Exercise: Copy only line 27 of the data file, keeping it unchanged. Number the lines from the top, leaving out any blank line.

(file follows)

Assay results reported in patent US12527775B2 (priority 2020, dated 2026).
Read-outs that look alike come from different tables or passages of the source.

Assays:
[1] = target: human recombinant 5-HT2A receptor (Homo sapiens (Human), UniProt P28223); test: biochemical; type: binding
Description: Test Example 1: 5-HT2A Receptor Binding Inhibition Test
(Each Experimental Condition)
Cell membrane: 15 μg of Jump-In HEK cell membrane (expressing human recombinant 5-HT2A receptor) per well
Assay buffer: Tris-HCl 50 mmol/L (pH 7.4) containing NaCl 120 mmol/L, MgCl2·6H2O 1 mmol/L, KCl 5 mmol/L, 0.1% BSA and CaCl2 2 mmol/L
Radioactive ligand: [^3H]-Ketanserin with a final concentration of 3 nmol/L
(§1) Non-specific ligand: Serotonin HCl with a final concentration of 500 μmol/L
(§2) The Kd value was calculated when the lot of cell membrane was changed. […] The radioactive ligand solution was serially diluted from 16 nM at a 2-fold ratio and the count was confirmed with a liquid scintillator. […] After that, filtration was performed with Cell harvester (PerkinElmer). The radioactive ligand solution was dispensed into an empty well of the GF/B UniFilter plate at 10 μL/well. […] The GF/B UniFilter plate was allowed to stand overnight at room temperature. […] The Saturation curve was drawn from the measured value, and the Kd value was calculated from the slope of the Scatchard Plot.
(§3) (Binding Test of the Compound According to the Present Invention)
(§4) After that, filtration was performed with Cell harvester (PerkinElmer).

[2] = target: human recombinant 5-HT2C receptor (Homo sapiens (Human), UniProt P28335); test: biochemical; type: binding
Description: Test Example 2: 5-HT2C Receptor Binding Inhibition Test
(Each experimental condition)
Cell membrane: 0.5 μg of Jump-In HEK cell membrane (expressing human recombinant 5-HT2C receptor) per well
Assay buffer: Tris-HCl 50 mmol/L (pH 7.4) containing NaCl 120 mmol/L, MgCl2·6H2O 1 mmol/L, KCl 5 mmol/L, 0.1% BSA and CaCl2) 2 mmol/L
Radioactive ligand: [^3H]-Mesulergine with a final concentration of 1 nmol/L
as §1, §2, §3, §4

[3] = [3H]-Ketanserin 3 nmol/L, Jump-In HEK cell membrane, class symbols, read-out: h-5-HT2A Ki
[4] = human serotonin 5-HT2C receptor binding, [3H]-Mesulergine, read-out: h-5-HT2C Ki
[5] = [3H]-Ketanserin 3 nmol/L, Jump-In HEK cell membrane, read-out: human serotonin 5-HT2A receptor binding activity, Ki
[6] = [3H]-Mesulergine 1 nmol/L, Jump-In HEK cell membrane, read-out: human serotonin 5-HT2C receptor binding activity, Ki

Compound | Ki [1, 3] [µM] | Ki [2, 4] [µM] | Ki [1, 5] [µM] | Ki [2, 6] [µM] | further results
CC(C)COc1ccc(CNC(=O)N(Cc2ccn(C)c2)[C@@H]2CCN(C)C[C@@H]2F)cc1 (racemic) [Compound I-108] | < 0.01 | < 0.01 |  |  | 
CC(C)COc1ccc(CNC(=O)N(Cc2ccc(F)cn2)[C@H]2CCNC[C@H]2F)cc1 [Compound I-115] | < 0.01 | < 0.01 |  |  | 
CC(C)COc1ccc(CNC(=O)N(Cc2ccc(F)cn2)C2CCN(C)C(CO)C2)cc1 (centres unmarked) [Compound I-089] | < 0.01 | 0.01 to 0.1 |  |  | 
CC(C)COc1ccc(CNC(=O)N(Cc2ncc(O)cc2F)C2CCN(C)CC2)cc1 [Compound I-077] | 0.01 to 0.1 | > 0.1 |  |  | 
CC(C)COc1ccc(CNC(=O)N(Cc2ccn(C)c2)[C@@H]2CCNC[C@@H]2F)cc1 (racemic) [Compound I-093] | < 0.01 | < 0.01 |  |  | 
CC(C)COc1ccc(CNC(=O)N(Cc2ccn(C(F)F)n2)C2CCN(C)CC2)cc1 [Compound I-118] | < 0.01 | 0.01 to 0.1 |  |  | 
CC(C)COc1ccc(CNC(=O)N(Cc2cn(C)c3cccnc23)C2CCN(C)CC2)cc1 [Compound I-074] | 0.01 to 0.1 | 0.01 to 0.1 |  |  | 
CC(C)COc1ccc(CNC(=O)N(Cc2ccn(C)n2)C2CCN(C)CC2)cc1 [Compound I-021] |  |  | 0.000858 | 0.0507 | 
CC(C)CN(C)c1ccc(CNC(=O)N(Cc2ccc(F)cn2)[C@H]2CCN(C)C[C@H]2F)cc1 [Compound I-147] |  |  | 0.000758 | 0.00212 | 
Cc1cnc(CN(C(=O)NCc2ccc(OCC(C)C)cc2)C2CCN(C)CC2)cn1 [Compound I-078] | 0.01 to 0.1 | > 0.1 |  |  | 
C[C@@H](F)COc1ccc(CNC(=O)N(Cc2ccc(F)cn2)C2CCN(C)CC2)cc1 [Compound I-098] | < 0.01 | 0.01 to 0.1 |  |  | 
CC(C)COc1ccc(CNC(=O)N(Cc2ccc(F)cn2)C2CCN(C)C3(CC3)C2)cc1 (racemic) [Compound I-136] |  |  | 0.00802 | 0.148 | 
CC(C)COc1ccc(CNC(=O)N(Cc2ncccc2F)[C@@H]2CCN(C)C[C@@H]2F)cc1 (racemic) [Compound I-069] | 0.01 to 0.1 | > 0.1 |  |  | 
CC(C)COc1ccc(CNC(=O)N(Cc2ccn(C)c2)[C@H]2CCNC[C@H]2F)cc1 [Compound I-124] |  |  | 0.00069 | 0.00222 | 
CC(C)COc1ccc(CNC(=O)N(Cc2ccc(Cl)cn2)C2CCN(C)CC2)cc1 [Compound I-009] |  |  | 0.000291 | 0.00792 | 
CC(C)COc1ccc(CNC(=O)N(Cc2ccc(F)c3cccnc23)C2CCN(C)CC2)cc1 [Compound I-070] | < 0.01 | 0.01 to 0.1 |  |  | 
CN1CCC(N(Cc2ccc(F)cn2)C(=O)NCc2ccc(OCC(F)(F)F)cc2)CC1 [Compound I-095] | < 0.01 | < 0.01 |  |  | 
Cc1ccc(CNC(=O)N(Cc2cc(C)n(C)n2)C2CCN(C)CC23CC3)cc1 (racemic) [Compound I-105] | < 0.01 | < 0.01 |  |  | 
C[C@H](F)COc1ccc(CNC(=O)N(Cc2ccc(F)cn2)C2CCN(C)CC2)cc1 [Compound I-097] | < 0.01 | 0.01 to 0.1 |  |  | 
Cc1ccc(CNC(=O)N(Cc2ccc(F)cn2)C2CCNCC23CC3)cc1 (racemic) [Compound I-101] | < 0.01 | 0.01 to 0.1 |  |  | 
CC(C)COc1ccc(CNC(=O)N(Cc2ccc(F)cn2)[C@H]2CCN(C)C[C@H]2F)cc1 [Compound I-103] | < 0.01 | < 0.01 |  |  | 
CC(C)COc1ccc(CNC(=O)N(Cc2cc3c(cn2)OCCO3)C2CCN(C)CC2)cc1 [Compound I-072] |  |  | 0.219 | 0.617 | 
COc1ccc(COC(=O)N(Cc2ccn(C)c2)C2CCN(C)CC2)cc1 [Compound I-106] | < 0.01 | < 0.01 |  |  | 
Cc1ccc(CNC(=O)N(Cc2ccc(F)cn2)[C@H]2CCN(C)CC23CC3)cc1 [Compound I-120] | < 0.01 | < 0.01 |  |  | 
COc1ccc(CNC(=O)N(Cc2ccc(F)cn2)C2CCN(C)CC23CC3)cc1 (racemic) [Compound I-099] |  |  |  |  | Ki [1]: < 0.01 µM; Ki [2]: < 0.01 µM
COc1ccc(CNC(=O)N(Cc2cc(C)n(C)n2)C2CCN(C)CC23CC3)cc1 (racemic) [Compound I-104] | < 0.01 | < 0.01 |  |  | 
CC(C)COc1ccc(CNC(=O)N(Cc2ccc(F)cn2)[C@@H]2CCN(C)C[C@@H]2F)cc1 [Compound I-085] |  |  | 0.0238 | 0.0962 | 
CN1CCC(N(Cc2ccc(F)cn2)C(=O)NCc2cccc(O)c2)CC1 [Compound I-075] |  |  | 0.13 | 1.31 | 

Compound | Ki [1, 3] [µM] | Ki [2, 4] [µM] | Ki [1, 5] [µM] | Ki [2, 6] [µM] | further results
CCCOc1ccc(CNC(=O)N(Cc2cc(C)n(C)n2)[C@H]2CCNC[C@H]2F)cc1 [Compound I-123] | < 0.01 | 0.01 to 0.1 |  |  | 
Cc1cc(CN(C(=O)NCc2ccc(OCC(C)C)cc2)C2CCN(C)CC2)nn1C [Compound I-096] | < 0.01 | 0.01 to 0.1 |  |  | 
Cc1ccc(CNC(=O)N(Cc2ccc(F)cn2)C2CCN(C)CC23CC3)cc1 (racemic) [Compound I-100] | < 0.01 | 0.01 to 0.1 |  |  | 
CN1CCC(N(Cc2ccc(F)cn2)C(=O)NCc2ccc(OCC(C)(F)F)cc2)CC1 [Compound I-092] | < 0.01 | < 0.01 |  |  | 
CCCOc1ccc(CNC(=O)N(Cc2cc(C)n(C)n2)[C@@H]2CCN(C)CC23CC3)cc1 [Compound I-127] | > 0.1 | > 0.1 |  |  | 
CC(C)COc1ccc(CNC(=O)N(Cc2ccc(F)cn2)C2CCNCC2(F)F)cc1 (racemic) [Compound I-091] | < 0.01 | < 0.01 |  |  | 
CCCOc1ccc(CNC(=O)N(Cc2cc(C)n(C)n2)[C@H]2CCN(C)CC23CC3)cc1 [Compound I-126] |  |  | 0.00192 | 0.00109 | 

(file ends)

CC(C)COc1ccc(CNC(=O)N(Cc2ccc(F)cn2)[C@H]2CCNC[C@H]2F)cc1 [Compound I-115] | < 0.01 | < 0.01 |  |  | 